On a foggy and cold Friday morning, a Council-branded truck pulls up on leaf-strewn Grey St.
Behind the truck is a green trailer-like device: it’s a diesel-powered mechanical chipper capable of pulverising thick tree branches in moments.
Out of the truck’s cab climb three members of the Council’s arborist crew – Dylan Heath, Daniel Rogers and apprentice Thomas May – clad in their mandatory high-vis shirts and vests, super-thick safety pants and steel-capped boots. In this job, safety is the number one priority.
The trio are part of the 12-strong team responsible for maintaining the city’s extensive “treescape”: look over Hamilton from any of its highest vantage points and you’ll see just how green and tree-laden it is.
They’re among our most visible staff, working across Hamilton on a range of jobs from using hand-saws for simple pruning of small trees in newer suburbs, to managing huge limbs on some of the 100-year-old specimens lining the streets of Claudelands and Hamilton East. Where the trees tower above residents’ homes, the crew can be on the job for a week, setting up their worksite every day before tasks which involve using ropes to climb trees and chainsaws and polesaws to prune branches.
Thomas says the crew’s working day constantly varies – they can spend all day at one site working on large trees, or get through several smaller pruning jobs over the course of eight hours.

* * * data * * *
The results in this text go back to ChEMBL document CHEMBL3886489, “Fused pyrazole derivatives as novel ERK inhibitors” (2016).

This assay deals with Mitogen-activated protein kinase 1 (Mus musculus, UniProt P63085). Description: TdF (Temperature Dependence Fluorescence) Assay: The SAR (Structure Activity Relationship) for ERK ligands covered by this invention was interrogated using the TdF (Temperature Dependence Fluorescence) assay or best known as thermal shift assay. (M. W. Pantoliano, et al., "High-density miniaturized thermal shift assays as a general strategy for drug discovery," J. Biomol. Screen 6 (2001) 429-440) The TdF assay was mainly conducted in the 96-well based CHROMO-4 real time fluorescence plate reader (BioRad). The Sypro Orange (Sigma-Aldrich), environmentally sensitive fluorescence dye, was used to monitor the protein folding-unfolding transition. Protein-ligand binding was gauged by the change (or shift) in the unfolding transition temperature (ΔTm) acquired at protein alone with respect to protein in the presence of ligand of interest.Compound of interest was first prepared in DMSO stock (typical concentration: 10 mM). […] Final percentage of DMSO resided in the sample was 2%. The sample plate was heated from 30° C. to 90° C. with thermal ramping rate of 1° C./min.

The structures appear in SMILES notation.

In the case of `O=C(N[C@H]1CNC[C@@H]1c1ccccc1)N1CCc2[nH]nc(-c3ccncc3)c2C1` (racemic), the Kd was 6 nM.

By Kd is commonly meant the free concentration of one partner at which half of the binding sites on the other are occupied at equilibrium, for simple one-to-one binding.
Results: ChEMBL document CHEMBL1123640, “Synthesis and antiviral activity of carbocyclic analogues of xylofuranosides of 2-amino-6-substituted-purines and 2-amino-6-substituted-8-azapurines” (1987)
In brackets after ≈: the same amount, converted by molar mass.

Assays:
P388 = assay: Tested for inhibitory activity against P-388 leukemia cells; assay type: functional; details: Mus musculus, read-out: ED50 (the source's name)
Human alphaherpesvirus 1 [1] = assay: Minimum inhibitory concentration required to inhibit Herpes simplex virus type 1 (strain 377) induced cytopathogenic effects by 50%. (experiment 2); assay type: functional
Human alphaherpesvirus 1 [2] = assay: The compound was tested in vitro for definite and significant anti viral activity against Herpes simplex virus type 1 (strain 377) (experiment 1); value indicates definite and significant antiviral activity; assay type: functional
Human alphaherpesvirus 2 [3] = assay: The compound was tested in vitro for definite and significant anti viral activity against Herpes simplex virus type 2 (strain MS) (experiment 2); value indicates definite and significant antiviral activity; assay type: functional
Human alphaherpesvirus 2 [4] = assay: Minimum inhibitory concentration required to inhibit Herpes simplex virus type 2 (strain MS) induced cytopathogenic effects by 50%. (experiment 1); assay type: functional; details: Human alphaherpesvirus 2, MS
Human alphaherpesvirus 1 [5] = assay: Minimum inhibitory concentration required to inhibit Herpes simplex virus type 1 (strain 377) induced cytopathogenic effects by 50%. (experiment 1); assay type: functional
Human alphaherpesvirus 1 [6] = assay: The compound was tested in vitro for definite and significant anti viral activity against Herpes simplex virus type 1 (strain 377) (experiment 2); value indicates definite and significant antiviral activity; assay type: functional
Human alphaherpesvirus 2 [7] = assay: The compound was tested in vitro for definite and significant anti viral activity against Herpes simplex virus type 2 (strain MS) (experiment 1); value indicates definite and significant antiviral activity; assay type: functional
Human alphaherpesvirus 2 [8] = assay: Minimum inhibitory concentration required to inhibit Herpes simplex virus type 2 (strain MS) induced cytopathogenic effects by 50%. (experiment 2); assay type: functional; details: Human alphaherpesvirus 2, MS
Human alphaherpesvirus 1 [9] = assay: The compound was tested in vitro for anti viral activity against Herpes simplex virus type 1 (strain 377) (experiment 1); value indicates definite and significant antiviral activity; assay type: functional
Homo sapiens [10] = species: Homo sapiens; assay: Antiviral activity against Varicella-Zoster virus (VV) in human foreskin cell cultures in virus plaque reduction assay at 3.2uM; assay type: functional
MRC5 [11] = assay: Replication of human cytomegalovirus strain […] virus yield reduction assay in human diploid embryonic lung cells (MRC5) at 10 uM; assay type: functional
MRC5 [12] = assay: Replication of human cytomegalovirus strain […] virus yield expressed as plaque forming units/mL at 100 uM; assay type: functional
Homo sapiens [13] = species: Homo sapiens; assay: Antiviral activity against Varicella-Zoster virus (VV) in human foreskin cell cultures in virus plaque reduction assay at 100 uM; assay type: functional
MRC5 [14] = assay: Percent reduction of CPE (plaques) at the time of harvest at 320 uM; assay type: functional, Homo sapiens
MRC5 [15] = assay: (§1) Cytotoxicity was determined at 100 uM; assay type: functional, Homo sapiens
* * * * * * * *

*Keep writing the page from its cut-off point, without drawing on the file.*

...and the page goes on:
“It’s one of the great aspects of our job – it’s always different,” adds Dylan. “We’re doing street trees, we’re doing work clearing branches from power lines…it’s everything, a vast array of work, never the same thing every day.”
The variety of work includes the crew responding to weather-related incidents – storms can bring down branches and trees, on to powerlines and even residents’ fences and homes. Night-time call-outs are part of the team’s work when winter is at its worst, although Dylan says working in wet and cold weather isn’t as bad as people may imagine – finding a park near a work site for the truck and chipper is one of the greatest challenges.
Dylan trained as arborist at Wintec is the veteran of the crew, with nine years’ service with the Council. He’s the assessor for Thomas, who is working toward his formal arboriculture qualification – Primary ITO Certificate in Arboriculture Level 4.
“It’s about two years and four months to be fully qualified,” Thomas says. “I’ve got a bunch of book work today, and Dylan assesses my work to make sure I’m doing it right.”
The arborist crew is currently recruiting for an arborist apprentice. The Council supports its arborist apprentices through their qualification – Dylan’s assessment of Thomas’ work and learning is an example of how this is done.
Dylan says random street-side conversations with interested members of the public are very common for the crew: “Every day we’ve got someone coming up and talking to us. Generally, if we’re doing something near their property, they’re pretty happy.”